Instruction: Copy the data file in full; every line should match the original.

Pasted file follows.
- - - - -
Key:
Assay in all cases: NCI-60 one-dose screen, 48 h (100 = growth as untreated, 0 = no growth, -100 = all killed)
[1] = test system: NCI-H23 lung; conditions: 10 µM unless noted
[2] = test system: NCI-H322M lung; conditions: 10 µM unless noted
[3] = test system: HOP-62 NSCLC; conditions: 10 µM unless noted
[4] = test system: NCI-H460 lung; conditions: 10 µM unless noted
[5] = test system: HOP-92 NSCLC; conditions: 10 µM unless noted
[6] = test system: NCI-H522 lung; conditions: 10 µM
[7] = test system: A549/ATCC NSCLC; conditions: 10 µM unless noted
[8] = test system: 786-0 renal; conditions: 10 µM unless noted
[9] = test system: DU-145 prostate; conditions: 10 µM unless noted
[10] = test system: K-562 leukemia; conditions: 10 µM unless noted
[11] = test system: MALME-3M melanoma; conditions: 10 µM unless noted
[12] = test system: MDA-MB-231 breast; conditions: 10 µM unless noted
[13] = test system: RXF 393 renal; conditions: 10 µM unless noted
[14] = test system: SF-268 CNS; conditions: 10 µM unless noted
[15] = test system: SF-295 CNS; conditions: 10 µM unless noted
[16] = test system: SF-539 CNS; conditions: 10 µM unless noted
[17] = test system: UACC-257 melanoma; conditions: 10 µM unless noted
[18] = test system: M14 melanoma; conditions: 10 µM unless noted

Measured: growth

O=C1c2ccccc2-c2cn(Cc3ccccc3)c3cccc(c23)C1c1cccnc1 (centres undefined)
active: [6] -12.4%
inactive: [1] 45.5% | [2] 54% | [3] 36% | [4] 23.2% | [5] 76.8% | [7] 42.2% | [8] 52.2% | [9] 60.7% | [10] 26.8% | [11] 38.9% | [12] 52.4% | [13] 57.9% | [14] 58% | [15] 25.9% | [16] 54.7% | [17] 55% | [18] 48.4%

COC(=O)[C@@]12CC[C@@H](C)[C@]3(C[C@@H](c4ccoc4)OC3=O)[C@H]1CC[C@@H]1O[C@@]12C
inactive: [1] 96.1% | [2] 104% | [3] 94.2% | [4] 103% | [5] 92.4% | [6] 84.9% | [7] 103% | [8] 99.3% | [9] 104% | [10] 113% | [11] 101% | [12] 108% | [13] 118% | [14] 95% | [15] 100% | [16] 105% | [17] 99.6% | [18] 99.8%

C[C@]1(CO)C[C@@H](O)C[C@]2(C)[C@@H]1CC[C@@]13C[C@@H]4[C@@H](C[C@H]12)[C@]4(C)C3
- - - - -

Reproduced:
Key:
Assay in all cases: NCI-60 one-dose screen, 48 h (100 = growth as untreated, 0 = no growth, -100 = all killed)
[1] = test system: NCI-H23 lung; conditions: 10 µM unless noted
[2] = test system: NCI-H322M lung; conditions: 10 µM unless noted
[3] = test system: HOP-62 NSCLC; conditions: 10 µM unless noted
[4] = test system: NCI-H460 lung; conditions: 10 µM unless noted
[5] = test system: HOP-92 NSCLC; conditions: 10 µM unless noted
[6] = test system: NCI-H522 lung; conditions: 10 µM
[7] = test system: A549/ATCC NSCLC; conditions: 10 µM unless noted
[8] = test system: 786-0 renal; conditions: 10 µM unless noted
[9] = test system: DU-145 prostate; conditions: 10 µM unless noted
[10] = test system: K-562 leukemia; conditions: 10 µM unless noted
[11] = test system: MALME-3M melanoma; conditions: 10 µM unless noted
[12] = test system: MDA-MB-231 breast; conditions: 10 µM unless noted
[13] = test system: RXF 393 renal; conditions: 10 µM unless noted
[14] = test system: SF-268 CNS; conditions: 10 µM unless noted
[15] = test system: SF-295 CNS; conditions: 10 µM unless noted
[16] = test system: SF-539 CNS; conditions: 10 µM unless noted
[17] = test system: UACC-257 melanoma; conditions: 10 µM unless noted
[18] = test system: M14 melanoma; conditions: 10 µM unless noted

Measured: growth

O=C1c2ccccc2-c2cn(Cc3ccccc3)c3cccc(c23)C1c1cccnc1 (centres undefined)
active: [6] -12.4%
inactive: [1] 45.5% | [2] 54% | [3] 36% | [4] 23.2% | [5] 76.8% | [7] 42.2% | [8] 52.2% | [9] 60.7% | [10] 26.8% | [11] 38.9% | [12] 52.4% | [13] 57.9% | [14] 58% | [15] 25.9% | [16] 54.7% | [17] 55% | [18] 48.4%

COC(=O)[C@@]12CC[C@@H](C)[C@]3(C[C@@H](c4ccoc4)OC3=O)[C@H]1CC[C@@H]1O[C@@]12C
inactive: [1] 96.1% | [2] 104% | [3] 94.2% | [4] 103% | [5] 92.4% | [6] 84.9% | [7] 103% | [8] 99.3% | [9] 104% | [10] 113% | [11] 101% | [12] 108% | [13] 118% | [14] 95% | [15] 100% | [16] 105% | [17] 99.6% | [18] 99.8%

C[C@]1(CO)C[C@@H](O)C[C@]2(C)[C@@H]1CC[C@@]13C[C@@H]4[C@@H](C[C@H]12)[C@]4(C)C3